Last week, we presented you a clever way to rig up when digging deep for western Alaska rainbows shown to us by Alaska West guide Eric Robbins (in case you missed it, check it out here!). In fact, we liked it so much that we asked him to give us all the nitty gritty details of his nymphing rig as part of our ‘expert-rig’ series of posts.
Aside from guiding on the Kanektok, Eric has been guiding the Gunnison River in Colorado for over eight years.. Needless to say, he knows trout, and here’s his rig of choice.
- Scott Radian R956/4 – (9′ 6″ 6 Weight Rod).
- Nautilus FWX 5/6 Reel.
- Airflo Super-DRI Streamer Float Fly Line – 6 Weight.
- 150 Yards of 20 lb. Dacron backing attached to the spool with an arbor knot.
- Airflo Streamer Float fly line attached to backing with a nail knot.
- Leader attached to fly line via a loop to loop connection with the welded loop on the fly line and a perfection loop in the leader.
- 9 foot leader made from 7.5 feet of 12-15 lb. Maxima Ultragreen attached to 18 inches of 10 lb. Maxima Ultragreen using a blood knot.
- Double Palsa Pinch-on foam strike indicators attached to leader approximately 12 inches apart (More on this below).
- Appropriate split shot crimped onto leader above the blood knot.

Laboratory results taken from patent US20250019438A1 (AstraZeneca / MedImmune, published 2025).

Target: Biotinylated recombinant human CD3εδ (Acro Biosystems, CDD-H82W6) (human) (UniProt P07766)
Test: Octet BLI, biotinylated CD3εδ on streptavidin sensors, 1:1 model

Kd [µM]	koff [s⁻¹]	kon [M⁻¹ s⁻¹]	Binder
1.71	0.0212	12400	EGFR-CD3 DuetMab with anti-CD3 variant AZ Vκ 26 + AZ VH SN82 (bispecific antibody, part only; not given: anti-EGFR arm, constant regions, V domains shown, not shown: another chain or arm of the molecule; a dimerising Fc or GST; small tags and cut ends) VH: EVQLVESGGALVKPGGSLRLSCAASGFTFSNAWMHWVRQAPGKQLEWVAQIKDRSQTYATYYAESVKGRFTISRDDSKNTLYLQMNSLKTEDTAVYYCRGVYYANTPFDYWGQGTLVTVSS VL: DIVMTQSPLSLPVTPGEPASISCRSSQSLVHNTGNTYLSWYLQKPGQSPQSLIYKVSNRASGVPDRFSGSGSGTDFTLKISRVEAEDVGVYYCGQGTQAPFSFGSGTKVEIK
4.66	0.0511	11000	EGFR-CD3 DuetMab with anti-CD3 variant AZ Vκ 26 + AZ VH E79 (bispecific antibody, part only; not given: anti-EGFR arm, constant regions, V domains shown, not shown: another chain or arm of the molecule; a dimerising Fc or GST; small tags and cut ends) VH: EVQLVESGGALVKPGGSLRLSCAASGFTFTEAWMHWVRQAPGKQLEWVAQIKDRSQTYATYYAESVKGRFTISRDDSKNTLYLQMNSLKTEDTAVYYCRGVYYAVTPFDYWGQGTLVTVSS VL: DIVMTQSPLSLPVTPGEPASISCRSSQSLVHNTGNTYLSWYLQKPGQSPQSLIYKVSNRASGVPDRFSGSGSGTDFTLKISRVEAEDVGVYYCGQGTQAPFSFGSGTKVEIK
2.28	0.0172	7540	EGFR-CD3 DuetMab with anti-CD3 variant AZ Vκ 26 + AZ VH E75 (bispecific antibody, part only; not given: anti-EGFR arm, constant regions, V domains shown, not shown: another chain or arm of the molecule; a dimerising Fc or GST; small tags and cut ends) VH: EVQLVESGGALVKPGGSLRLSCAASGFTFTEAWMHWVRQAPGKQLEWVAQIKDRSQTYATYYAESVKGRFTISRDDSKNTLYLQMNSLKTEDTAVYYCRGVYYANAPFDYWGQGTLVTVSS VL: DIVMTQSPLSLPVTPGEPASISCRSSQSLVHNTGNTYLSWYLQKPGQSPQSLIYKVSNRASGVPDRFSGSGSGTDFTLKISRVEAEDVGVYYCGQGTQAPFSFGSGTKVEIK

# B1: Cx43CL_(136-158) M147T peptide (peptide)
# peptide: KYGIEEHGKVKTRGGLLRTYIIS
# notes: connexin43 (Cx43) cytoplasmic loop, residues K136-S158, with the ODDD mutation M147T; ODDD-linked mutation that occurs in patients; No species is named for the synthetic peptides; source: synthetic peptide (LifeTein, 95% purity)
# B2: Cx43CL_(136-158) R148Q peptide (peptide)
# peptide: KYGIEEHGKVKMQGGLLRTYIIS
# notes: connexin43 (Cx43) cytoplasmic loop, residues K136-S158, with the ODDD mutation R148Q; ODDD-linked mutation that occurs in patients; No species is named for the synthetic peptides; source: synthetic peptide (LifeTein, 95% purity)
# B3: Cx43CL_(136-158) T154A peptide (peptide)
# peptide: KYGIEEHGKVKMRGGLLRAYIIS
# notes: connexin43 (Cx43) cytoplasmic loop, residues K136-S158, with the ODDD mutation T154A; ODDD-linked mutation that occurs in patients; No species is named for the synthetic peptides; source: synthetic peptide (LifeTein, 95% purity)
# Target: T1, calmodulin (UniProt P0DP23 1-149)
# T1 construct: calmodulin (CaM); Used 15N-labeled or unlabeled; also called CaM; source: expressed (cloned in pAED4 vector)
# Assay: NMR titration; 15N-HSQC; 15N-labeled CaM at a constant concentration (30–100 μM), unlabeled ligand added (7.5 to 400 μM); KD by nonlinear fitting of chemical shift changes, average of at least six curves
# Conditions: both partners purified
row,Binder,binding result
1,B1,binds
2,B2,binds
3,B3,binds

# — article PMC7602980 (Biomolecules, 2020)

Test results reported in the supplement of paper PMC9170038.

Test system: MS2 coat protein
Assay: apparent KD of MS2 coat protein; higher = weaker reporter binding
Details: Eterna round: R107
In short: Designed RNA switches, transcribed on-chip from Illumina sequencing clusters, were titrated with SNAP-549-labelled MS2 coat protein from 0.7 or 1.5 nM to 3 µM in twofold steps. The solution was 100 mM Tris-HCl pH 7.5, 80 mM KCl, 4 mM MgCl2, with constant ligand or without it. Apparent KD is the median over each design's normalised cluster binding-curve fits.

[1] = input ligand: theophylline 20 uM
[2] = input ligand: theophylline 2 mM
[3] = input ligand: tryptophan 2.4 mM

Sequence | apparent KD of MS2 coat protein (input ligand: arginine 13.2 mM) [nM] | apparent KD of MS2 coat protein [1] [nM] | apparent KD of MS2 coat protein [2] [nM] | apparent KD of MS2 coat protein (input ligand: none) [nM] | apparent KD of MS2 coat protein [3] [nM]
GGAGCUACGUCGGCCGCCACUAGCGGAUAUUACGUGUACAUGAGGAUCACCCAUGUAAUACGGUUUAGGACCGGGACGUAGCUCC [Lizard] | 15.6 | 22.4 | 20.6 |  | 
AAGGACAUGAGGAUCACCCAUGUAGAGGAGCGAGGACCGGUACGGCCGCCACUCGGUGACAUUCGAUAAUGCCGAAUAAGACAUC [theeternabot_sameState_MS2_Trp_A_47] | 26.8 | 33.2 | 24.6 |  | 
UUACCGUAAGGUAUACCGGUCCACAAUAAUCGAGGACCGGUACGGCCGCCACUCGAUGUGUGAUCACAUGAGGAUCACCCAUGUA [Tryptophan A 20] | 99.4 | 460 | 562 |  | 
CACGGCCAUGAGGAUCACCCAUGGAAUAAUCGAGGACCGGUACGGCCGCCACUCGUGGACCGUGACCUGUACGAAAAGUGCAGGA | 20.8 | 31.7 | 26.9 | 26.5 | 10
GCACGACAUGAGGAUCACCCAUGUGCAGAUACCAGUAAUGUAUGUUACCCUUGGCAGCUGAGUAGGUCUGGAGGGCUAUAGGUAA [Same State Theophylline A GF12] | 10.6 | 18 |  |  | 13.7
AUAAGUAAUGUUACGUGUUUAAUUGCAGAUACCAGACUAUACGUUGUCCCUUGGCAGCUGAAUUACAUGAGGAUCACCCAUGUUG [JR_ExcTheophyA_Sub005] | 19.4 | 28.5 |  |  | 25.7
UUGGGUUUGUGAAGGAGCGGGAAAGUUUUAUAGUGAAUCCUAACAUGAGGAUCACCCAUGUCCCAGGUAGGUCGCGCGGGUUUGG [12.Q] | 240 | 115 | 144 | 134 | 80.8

- Big, gnarly, flesh fly attached to leader using a non-slip mono loop knot.
“I like the Radian mostly because it’s a fast rod, with a quick recovery speed, and a lot of back bone to boost line and fight fish with. However, it’s got a lot of feel in the tip, so it’s also awesome at detecting subtle strikes, instead of being a broomstick. It’s also a super light, incredibly smooth casting rod.. Plus the orange and black color scheme just looks badass.”
“I chose the Radian R956/4 (the 9′ 6″ model) because I just like having the extra reach. Mostly I got it for high sticking on the Gunny and really liked it. But, I do think it’s a little easier to mend and control more line with the extra 6″ too.”
“When nymphing, I prefer two Palsa Pinch-on foam indicators over the common bobber-style indicators most often used today. To rig them, I’ll pinch the first one (closest to the fly) about 5- 6 feet above the fly then the second one about 12 inches higher up the leader. This way, you’re not limited to a fixed depth like a traditional indicator. If you drift into a deep bucket, the weight of the split shot will allow them to continue to sink, BUT you can still see the strike even if the the indicators are submerged (that’s the idea behind using two). Plus, I think you see more subtle strikes with these due to the fact that it takes very little pull from the fish to move the indy. With super buoyant bobbers, I think you miss a lot of strikes, or you may be floating the fly above the fish all together.”
“Fishing this way with two Palsa indicators, you can usually see the bottom indicator. But, if you’re fishing really deep you can still see the top one. Plus, I like to keep the bottom indicator slightly upstream of the top one throughout the drift – That way, you are in contact with your fly at all times and will see the strike immediately!”